· Freight rail was 18% more fuel efficient per ton-mile than water carriers. And, comparing energy consumption per rail-car-mile and per mile traveled by heavy single-unit and combination trucks, the rail-car consumed 36% fewer British Thermal Units.
[Source for all modes: Oak Ridge National Laboratory's Transportation Energy Data Book: Edition 25, tables 2.11, 2.12 and 2.14]
Surprisingly, the Kyoto Protocol does not address greenhouse gases produced by the airline industry due to the difficulty in allocating responsibility for aircraft emissions between countries. This means aircraft emissions are not calculated into its effects on climate change.
As to whether carbon-trading will fix the problem, the following is from an article in the Guardian, "What is the environmental cost of flying?"
EU aircraft emissions have risen by 87% since 1990, and by 2030 the government says a quarter of all UK carbon pollution will come from jet engines. The decision to increase the capacity of Heathrow and other airports mean that almost the entire government-projected carbon quota for 2050 will be bagged by aircraft. Airlines say they have made great strides in fuel efficiency - up 70% since the 1960s - but a rapid expansion in the number of flights will swamp future improvements. And there is no obvious technological fix.
So what is the solution? Yesterday, the EU took the first steps to snare airlines in its emissions-trading scheme, which requires companies to buy their way out of missed pollution targets. That the majority of airlines support the move speaks volumes.
According to Friends of the Earth member Richard Dyer: "Emissions trading is better than nothing, but it will have a tiny impact on aviation emissions. We need additional measures to curb aviation demand."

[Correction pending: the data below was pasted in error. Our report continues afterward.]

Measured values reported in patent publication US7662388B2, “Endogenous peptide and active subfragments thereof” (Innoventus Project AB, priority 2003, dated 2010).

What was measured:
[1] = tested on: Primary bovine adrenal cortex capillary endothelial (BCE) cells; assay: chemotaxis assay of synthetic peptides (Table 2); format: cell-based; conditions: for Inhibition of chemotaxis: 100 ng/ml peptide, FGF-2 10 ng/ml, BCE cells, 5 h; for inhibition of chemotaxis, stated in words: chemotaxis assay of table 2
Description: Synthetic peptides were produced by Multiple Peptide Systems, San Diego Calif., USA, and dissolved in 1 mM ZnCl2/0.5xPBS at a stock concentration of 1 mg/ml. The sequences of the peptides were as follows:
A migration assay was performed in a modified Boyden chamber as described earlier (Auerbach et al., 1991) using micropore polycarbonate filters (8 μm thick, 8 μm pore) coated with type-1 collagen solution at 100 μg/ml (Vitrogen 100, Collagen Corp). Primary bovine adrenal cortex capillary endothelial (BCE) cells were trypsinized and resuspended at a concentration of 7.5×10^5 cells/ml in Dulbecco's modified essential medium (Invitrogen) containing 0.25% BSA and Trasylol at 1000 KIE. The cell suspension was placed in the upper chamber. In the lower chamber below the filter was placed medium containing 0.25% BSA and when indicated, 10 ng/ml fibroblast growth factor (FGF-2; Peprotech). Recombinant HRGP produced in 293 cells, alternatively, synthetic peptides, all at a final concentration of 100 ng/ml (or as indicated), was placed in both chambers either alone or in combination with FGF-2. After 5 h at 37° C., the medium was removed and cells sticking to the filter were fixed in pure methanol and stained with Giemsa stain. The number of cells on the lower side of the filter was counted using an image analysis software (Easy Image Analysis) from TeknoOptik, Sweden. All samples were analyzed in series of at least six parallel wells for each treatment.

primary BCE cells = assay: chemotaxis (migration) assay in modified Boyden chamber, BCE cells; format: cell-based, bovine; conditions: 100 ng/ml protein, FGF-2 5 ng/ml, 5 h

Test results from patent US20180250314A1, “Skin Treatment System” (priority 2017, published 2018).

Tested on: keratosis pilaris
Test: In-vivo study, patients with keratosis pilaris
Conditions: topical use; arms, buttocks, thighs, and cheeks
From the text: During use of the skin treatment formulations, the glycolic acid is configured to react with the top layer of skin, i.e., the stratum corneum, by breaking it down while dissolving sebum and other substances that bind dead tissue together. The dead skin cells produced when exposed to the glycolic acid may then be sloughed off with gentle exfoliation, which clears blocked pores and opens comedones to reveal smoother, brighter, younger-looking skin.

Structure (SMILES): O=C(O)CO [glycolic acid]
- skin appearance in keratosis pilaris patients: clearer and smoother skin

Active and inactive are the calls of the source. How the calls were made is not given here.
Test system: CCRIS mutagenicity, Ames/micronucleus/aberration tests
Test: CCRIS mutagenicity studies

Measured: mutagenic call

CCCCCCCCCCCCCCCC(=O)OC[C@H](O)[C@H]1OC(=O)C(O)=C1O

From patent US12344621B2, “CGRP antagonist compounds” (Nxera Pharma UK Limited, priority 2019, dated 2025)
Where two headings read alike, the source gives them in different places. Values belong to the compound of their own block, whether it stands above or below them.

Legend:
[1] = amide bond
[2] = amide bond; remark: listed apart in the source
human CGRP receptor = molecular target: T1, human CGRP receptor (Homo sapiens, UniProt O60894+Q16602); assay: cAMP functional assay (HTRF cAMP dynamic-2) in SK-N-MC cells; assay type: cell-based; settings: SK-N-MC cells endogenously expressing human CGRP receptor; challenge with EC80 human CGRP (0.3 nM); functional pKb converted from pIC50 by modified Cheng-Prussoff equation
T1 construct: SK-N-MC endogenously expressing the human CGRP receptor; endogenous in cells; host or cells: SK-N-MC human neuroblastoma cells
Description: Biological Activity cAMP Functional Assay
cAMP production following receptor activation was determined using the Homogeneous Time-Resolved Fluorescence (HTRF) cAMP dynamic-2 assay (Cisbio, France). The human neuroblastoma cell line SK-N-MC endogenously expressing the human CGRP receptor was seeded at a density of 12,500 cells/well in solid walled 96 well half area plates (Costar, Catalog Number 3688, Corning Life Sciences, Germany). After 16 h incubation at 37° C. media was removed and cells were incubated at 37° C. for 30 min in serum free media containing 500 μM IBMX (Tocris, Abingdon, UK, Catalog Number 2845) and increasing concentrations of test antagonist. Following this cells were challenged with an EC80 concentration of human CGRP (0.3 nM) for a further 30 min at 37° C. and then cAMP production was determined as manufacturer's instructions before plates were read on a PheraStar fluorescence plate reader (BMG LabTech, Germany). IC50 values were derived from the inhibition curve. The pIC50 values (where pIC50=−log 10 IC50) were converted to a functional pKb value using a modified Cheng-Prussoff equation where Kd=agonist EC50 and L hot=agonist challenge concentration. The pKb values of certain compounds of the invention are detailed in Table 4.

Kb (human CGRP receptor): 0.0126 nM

There is a substantial increase in one's carbon footprint, especially for someone who does not drive yet continues to fly. Each of us can calculate our carbon footprint by going to My Green Lifestyle http://green.yahoo.com/calculator/results. First, do your calculations with the amount of flying you actually do and then as if you did not use air travel. It might surprise you to learn how substantial the impact of flying has on your carbon footprint.
I do not want to start judging others by whether they fly or don't fly, drive cars or don't drive cars, or live in the city or don't live in the city. There are too many variables involved to judge one another simply on one or two lifestyle choices. I think it best to focus on how each of us can lower our own carbon footprint and give serious consideration to, if not eliminating, at least reducing your air travel.
But, we also cannot leave it there. We must also continue to educate ourselves and the public and take action to stop our government from subsidizing pollution and personally take responsibility to actively promote alternative forms of transportation. We are all passengers on this planet Earth and, as far as I know, it still remains the only spaceship we have. Let's keep up the maintenance necessary to sustain this planet for ourselves and future generations.
Cheap air travel adding to global warming woes
What is the environmental cost of flying? | Environment | The Guardian
Amtrak Position Paper http://www.trainweb.com/advocate/2002/lbpaper.html